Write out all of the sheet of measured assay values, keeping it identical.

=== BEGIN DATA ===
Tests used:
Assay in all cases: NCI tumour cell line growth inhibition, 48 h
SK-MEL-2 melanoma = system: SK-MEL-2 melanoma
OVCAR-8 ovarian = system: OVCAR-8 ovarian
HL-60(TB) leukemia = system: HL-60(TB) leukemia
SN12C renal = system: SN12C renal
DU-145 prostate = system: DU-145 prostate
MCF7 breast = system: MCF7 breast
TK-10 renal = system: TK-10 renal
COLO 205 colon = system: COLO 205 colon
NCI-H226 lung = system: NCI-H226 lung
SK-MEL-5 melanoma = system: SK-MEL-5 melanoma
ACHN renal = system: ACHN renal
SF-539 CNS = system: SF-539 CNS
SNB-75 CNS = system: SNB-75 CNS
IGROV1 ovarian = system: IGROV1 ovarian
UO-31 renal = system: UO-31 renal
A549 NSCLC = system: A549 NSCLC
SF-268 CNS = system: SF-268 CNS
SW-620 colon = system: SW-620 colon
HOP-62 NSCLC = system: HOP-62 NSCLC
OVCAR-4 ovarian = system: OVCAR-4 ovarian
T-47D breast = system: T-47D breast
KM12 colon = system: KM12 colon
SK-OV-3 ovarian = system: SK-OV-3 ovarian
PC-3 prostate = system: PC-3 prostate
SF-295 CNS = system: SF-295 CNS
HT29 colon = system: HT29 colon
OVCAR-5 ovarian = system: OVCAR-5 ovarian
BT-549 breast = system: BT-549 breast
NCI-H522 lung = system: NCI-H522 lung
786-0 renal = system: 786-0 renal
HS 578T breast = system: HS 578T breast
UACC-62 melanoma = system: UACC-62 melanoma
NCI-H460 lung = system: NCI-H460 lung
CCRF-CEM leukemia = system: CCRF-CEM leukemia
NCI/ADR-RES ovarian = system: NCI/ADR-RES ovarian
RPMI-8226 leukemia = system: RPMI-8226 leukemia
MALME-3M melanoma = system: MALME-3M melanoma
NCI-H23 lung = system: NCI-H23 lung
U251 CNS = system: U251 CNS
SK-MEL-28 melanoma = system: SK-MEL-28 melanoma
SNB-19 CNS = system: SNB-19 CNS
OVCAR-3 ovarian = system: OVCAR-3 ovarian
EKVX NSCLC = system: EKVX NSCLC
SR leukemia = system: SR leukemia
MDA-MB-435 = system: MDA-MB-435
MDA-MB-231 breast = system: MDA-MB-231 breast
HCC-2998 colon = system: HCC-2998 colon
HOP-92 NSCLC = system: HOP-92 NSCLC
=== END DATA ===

Tests used:
Assay in all cases: NCI tumour cell line growth inhibition, 48 h
SK-MEL-2 melanoma = system: SK-MEL-2 melanoma
OVCAR-8 ovarian = system: OVCAR-8 ovarian
HL-60(TB) leukemia = system: HL-60(TB) leukemia
SN12C renal = system: SN12C renal
DU-145 prostate = system: DU-145 prostate
MCF7 breast = system: MCF7 breast
TK-10 renal = system: TK-10 renal
COLO 205 colon = system: COLO 205 colon
NCI-H226 lung = system: NCI-H226 lung
SK-MEL-5 melanoma = system: SK-MEL-5 melanoma
ACHN renal = system: ACHN renal
SF-539 CNS = system: SF-539 CNS
SNB-75 CNS = system: SNB-75 CNS
IGROV1 ovarian = system: IGROV1 ovarian
UO-31 renal = system: UO-31 renal
A549 NSCLC = system: A549 NSCLC
SF-268 CNS = system: SF-268 CNS
SW-620 colon = system: SW-620 colon
HOP-62 NSCLC = system: HOP-62 NSCLC
OVCAR-4 ovarian = system: OVCAR-4 ovarian
T-47D breast = system: T-47D breast
KM12 colon = system: KM12 colon
SK-OV-3 ovarian = system: SK-OV-3 ovarian
PC-3 prostate = system: PC-3 prostate
SF-295 CNS = system: SF-295 CNS
HT29 colon = system: HT29 colon
OVCAR-5 ovarian = system: OVCAR-5 ovarian
BT-549 breast = system: BT-549 breast
NCI-H522 lung = system: NCI-H522 lung
786-0 renal = system: 786-0 renal
HS 578T breast = system: HS 578T breast
UACC-62 melanoma = system: UACC-62 melanoma
NCI-H460 lung = system: NCI-H460 lung
CCRF-CEM leukemia = system: CCRF-CEM leukemia
NCI/ADR-RES ovarian = system: NCI/ADR-RES ovarian
RPMI-8226 leukemia = system: RPMI-8226 leukemia
MALME-3M melanoma = system: MALME-3M melanoma
NCI-H23 lung = system: NCI-H23 lung
U251 CNS = system: U251 CNS
SK-MEL-28 melanoma = system: SK-MEL-28 melanoma
SNB-19 CNS = system: SNB-19 CNS
OVCAR-3 ovarian = system: OVCAR-3 ovarian
EKVX NSCLC = system: EKVX NSCLC
SR leukemia = system: SR leukemia
MDA-MB-435 = system: MDA-MB-435
MDA-MB-231 breast = system: MDA-MB-231 breast
HCC-2998 colon = system: HCC-2998 colon
HOP-92 NSCLC = system: HOP-92 NSCLC